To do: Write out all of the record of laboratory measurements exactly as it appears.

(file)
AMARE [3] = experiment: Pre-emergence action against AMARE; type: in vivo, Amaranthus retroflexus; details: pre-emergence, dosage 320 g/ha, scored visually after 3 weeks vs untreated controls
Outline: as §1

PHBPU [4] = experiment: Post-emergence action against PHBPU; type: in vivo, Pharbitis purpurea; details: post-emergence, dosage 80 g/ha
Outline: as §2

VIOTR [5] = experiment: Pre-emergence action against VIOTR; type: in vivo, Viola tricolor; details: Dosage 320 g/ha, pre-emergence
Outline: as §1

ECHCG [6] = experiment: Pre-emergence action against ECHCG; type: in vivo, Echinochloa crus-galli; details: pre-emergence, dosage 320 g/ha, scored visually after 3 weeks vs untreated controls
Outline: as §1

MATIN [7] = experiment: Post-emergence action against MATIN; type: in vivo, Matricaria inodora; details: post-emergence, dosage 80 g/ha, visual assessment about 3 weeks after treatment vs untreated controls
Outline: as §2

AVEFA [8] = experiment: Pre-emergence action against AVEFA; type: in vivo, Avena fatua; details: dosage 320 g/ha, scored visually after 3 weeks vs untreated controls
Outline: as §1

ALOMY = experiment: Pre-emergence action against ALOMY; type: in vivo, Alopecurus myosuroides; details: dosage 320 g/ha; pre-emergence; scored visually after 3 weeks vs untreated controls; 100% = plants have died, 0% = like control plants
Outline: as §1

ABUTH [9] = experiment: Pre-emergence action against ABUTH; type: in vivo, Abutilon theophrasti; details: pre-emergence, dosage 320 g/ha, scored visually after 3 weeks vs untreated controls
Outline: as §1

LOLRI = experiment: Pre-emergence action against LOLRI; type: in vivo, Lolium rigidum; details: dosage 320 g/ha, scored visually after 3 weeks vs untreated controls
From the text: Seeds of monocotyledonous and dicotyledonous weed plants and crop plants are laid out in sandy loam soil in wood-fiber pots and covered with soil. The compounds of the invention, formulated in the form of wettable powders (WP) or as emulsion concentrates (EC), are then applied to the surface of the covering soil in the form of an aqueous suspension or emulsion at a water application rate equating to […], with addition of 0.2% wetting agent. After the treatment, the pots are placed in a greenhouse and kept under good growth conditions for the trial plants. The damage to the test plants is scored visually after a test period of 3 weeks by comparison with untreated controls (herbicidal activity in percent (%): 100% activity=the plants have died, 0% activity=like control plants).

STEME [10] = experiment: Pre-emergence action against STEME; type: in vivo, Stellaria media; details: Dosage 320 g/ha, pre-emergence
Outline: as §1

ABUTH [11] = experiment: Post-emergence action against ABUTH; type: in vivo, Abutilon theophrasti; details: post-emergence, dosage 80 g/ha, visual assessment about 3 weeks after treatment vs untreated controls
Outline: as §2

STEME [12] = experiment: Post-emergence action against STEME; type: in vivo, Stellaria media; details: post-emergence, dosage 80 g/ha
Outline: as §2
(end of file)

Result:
AMARE [3] = experiment: Pre-emergence action against AMARE; type: in vivo, Amaranthus retroflexus; details: pre-emergence, dosage 320 g/ha, scored visually after 3 weeks vs untreated controls
Outline: as §1

PHBPU [4] = experiment: Post-emergence action against PHBPU; type: in vivo, Pharbitis purpurea; details: post-emergence, dosage 80 g/ha
Outline: as §2

VIOTR [5] = experiment: Pre-emergence action against VIOTR; type: in vivo, Viola tricolor; details: Dosage 320 g/ha, pre-emergence
Outline: as §1

ECHCG [6] = experiment: Pre-emergence action against ECHCG; type: in vivo, Echinochloa crus-galli; details: pre-emergence, dosage 320 g/ha, scored visually after 3 weeks vs untreated controls
Outline: as §1

MATIN [7] = experiment: Post-emergence action against MATIN; type: in vivo, Matricaria inodora; details: post-emergence, dosage 80 g/ha, visual assessment about 3 weeks after treatment vs untreated controls
Outline: as §2

AVEFA [8] = experiment: Pre-emergence action against AVEFA; type: in vivo, Avena fatua; details: dosage 320 g/ha, scored visually after 3 weeks vs untreated controls
Outline: as §1

ALOMY = experiment: Pre-emergence action against ALOMY; type: in vivo, Alopecurus myosuroides; details: dosage 320 g/ha; pre-emergence; scored visually after 3 weeks vs untreated controls; 100% = plants have died, 0% = like control plants
Outline: as §1

ABUTH [9] = experiment: Pre-emergence action against ABUTH; type: in vivo, Abutilon theophrasti; details: pre-emergence, dosage 320 g/ha, scored visually after 3 weeks vs untreated controls
Outline: as §1

LOLRI = experiment: Pre-emergence action against LOLRI; type: in vivo, Lolium rigidum; details: dosage 320 g/ha, scored visually after 3 weeks vs untreated controls
From the text: Seeds of monocotyledonous and dicotyledonous weed plants and crop plants are laid out in sandy loam soil in wood-fiber pots and covered with soil. The compounds of the invention, formulated in the form of wettable powders (WP) or as emulsion concentrates (EC), are then applied to the surface of the covering soil in the form of an aqueous suspension or emulsion at a water application rate equating to […], with addition of 0.2% wetting agent. After the treatment, the pots are placed in a greenhouse and kept under good growth conditions for the trial plants. The damage to the test plants is scored visually after a test period of 3 weeks by comparison with untreated controls (herbicidal activity in percent (%): 100% activity=the plants have died, 0% activity=like control plants).

STEME [10] = experiment: Pre-emergence action against STEME; type: in vivo, Stellaria media; details: Dosage 320 g/ha, pre-emergence
Outline: as §1

ABUTH [11] = experiment: Post-emergence action against ABUTH; type: in vivo, Abutilon theophrasti; details: post-emergence, dosage 80 g/ha, visual assessment about 3 weeks after treatment vs untreated controls
Outline: as §2

STEME [12] = experiment: Post-emergence action against STEME; type: in vivo, Stellaria media; details: post-emergence, dosage 80 g/ha
Outline: as §2